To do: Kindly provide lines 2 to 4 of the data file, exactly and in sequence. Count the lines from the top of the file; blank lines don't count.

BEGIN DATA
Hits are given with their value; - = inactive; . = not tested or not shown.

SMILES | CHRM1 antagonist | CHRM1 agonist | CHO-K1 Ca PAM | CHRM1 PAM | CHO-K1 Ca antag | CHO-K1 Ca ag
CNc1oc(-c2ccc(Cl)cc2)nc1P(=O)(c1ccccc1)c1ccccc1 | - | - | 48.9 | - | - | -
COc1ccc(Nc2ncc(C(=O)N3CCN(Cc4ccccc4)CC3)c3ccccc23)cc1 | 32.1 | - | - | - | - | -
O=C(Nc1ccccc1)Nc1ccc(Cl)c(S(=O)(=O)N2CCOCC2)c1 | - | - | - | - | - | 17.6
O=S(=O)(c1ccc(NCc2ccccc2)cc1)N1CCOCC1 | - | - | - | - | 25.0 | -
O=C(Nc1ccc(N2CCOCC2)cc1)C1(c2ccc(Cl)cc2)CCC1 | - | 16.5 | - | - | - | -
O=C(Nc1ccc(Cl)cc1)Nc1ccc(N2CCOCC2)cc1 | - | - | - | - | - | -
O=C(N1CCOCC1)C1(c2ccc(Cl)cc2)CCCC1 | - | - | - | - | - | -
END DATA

SMILES | CHRM1 antagonist | CHRM1 agonist | CHO-K1 Ca PAM | CHRM1 PAM | CHO-K1 Ca antag | CHO-K1 Ca ag
CNc1oc(-c2ccc(Cl)cc2)nc1P(=O)(c1ccccc1)c1ccccc1 | - | - | 48.9 | - | - | -
COc1ccc(Nc2ncc(C(=O)N3CCN(Cc4ccccc4)CC3)c3ccccc23)cc1 | 32.1 | - | - | - | - | -